With the exception of Grace’s childhood friend, Vita, and lakehouse neighbor, Leo, I didn’t find any of the characters particularly likable, including Grace. But I also think that was the point. However, I did come to understand her more as the novel progressed and she reconnected with the people from her past whom Jonathan had successfully isolated her from. That revealed a side of her character I initially didn’t see. The women she chose to surround herself with in the city were vile, and the relationships she nurtured were few and far between. My favorite part of the novel began when she left the city and moved to her family’s lakehouse in Connecticut, where she and Henry finally began to piece their lives back together. It seemed as though things would work out for them, and there was even an allusion to future romance for Grace in spite of everything she’d been through. I loved learning that in spite of everything, Grace’s publisher was not ready to drop the book deal, and interestingly, wanted to push back its publication and rewrite the forward, using the crime as fuel to drive sales which provided a glimpse of hope for Grace’s future.
Even though the pace was slow and the cast of characters was morally ambiguous, I can’t stop thinking about this novel. I recommend reading it even if you have watched the HBO series because there’s so much more to the characters than the on-screen version could possibly depict. I’m intrigued to read her other books, especially The Plot, which is being adapted into a limited series by Hulu.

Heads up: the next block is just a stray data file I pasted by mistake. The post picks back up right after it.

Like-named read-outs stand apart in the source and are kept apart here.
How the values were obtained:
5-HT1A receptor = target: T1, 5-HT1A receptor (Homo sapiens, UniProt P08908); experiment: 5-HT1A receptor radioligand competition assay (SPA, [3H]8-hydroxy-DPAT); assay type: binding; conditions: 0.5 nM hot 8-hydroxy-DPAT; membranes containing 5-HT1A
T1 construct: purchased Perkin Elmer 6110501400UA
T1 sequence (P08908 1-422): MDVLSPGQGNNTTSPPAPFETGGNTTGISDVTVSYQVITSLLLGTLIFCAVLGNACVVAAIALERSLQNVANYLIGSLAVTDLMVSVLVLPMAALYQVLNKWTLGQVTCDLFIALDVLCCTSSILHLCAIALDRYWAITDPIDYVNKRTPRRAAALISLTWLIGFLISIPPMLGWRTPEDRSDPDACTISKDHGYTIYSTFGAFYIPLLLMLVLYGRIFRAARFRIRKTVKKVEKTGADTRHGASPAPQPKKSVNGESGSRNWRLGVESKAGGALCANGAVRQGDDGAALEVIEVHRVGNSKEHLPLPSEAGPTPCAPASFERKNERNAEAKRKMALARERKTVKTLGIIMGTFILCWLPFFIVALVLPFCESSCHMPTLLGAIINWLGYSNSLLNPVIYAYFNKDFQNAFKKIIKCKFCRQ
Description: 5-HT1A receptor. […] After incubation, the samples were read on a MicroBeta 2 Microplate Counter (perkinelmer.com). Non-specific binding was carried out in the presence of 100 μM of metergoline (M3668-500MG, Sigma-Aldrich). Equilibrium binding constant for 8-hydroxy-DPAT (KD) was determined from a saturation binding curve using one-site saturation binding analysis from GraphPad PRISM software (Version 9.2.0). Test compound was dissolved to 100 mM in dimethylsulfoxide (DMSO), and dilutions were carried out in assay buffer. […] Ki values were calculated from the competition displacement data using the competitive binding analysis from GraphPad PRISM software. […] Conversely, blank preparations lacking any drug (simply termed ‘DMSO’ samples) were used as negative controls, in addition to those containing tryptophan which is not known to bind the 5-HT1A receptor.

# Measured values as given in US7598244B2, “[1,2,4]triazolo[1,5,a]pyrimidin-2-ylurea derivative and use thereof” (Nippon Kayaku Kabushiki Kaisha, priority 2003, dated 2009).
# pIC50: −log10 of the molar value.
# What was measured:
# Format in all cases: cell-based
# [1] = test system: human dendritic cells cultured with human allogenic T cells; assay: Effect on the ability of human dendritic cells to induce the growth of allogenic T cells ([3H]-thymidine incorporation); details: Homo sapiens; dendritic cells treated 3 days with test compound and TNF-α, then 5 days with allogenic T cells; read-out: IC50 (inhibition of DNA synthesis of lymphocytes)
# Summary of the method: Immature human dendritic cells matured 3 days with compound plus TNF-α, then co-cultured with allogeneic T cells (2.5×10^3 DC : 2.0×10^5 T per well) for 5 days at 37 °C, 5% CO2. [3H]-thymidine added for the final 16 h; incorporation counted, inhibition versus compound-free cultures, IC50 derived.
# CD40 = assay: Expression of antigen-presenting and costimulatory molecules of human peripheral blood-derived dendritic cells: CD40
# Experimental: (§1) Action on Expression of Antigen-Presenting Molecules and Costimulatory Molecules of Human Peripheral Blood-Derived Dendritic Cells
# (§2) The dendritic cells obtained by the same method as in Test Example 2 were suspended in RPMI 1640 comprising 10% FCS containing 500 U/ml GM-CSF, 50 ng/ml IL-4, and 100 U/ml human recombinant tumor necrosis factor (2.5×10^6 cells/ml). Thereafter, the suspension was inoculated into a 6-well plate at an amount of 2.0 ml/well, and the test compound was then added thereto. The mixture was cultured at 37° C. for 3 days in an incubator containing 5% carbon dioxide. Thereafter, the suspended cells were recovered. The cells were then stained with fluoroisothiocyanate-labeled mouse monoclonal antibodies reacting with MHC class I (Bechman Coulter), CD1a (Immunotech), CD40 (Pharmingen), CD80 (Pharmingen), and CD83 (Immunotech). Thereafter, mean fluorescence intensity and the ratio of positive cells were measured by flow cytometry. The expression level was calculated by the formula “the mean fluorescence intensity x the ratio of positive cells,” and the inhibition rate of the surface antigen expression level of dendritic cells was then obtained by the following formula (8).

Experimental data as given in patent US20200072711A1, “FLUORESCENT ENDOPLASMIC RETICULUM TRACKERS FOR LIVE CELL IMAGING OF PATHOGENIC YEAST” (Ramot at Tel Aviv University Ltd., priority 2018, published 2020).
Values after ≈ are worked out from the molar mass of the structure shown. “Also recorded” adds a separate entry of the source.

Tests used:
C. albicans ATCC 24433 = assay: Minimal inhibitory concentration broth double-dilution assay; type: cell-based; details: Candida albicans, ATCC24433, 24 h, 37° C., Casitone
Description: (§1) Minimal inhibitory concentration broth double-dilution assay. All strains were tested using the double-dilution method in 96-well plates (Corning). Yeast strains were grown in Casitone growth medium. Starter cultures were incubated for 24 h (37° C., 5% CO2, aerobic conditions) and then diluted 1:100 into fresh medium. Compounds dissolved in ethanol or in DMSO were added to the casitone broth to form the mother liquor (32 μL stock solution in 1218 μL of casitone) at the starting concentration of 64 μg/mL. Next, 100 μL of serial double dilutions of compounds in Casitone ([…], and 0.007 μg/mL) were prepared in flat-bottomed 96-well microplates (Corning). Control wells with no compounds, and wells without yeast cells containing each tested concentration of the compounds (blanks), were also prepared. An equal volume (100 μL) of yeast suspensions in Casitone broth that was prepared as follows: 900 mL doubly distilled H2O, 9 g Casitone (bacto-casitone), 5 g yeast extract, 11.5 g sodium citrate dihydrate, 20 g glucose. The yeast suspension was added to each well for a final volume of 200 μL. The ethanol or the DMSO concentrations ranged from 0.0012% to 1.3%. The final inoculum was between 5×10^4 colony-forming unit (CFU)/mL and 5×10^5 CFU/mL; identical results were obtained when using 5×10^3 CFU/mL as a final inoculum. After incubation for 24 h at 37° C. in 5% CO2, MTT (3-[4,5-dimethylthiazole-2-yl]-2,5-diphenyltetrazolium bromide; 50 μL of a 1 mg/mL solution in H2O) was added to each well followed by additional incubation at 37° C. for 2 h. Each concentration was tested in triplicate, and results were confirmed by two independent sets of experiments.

For readers who enjoy slow-burning, psychological suspense, and twisted families with dark secrets.
Published February 25th, 2014
Grace Reinhart Sachs is living the only life she ever wanted for herself. Devoted to her husband, a pediatric oncologist at a major cancer hospital, their young son Henry, and the patients she sees in her therapy practice, her days are full of familiar things: she lives in the very New York apartment in which she was raised, and sends Henry to the school she herself once attended.
Dismayed by the ways in which women delude themselves, Grace is also the author of a book You Should Have Known, in which she cautions women to really hear what men are trying to tell them. But weeks before the book is published a chasm opens in her own life: a violent death, a missing husband, and, in the place of a man Grace thought she knew, only an ongoing chain of terrible revelations. Left behind in the wake of a spreading and very public disaster, and horrified by the ways in which she has failed to heed her own advice, Grace must dismantle one life and create another for her child and herself.